Bali volcano: What does Mount Agung's likely eruption mean for travellers?

The volcanic alert level on the Indonesian island of Bali has been raised to the maximum, level four, as Mount Agung appears to be on the point of a major eruption.

With the airport closed, tens of thousands of tourists are stranded on the island. Many more are due to travel to Bali over the next few weeks; the island is a popular destination at Christmas and New Year.

Simon Calder provides answers to the key travel questions.

What is happening to Mount Agung in Bali?

Mount Agung, in the east of the island, became more active in September. Magma, made up of molten rock as well as gases and fluids, has been moving up through the volcano. Starting on 21 November, plumes of steam and ash began to emerge from Mount Agung, reaching a mile into the sky. Now it appears that a full-scale eruption is imminent. Indonesia’s National Disaster Management Authority has raised the alert level to its highest, 4.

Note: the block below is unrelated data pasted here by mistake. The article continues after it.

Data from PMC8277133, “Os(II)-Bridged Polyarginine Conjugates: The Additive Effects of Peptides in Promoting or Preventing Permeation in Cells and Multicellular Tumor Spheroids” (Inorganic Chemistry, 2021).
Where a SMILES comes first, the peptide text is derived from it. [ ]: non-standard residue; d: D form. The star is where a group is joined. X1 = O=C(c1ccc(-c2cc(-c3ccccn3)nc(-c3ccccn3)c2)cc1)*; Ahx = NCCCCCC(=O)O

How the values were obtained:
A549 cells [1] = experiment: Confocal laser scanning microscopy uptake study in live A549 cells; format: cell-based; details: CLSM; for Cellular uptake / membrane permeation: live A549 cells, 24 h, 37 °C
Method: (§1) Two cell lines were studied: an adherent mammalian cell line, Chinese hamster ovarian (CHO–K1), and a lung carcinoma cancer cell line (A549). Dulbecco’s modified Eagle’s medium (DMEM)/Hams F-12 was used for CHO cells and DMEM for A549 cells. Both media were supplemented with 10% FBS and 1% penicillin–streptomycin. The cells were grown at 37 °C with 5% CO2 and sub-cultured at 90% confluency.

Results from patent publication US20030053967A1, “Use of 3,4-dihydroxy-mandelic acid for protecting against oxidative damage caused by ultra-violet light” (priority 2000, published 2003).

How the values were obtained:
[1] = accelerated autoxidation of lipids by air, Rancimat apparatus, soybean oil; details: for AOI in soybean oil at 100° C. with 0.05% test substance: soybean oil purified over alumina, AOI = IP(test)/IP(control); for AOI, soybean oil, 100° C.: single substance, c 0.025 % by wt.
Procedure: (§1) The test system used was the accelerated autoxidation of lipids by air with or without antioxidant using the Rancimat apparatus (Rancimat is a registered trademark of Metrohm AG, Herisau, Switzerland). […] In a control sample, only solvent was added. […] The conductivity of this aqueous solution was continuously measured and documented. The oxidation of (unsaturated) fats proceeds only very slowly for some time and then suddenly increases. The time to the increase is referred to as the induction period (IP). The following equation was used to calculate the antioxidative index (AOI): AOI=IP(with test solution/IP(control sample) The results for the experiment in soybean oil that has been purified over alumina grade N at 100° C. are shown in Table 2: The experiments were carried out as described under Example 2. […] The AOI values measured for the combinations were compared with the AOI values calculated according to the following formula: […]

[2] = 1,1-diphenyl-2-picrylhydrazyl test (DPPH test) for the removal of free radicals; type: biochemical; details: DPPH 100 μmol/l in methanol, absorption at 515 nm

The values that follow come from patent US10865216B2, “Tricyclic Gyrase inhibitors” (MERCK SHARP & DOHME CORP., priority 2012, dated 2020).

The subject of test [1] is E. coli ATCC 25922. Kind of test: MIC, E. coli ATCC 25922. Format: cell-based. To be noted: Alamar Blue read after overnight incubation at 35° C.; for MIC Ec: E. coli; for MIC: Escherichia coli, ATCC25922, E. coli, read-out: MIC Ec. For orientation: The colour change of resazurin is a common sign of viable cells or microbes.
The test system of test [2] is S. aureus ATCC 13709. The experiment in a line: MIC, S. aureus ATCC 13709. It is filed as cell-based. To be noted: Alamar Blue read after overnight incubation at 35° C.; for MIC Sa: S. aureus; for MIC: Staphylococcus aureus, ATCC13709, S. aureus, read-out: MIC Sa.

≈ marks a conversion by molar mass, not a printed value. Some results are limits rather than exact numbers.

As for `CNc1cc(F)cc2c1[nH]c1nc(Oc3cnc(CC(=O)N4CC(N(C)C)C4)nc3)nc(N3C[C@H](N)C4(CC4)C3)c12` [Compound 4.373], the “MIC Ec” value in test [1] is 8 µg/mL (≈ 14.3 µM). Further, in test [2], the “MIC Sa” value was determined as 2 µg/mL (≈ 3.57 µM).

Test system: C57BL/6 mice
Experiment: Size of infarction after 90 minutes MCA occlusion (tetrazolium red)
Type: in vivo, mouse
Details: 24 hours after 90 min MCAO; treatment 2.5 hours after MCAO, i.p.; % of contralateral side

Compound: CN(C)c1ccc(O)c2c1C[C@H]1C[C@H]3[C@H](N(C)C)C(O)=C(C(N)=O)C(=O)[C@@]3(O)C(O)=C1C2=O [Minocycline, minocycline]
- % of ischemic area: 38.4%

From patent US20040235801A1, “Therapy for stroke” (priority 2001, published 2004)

Communities close to the volcano are being moved, to try to avoid a repeat of the tragedy in 1963: last time Mount Agung erupted, around 1,600 islanders died.

What is the travel advice for tourists who are in Bali?

Around 330,000 British nationals visit Indonesia every year, many of them heading to Bali – though Abta, the travel association, said: “There will only be a relatively small number of UK holidaymakers on the island at this time of year.

The main tourist areas, Kuta and Seminyak, are around 40 miles from Mount Agung, while the cultural hub of Ubud is about 25 miles away. The Foreign Office says: “Monitor local media reports, follow the advice of the local authorities and stay outside of the exclusion zone.” Australia’s foreign ministry says: “Past eruptions of Mount Agung have shown this volcano’s potential to cause significant impacts to the island of Bali, including the potential for widespread ash fall outside the declared danger area surrounding the volcano.”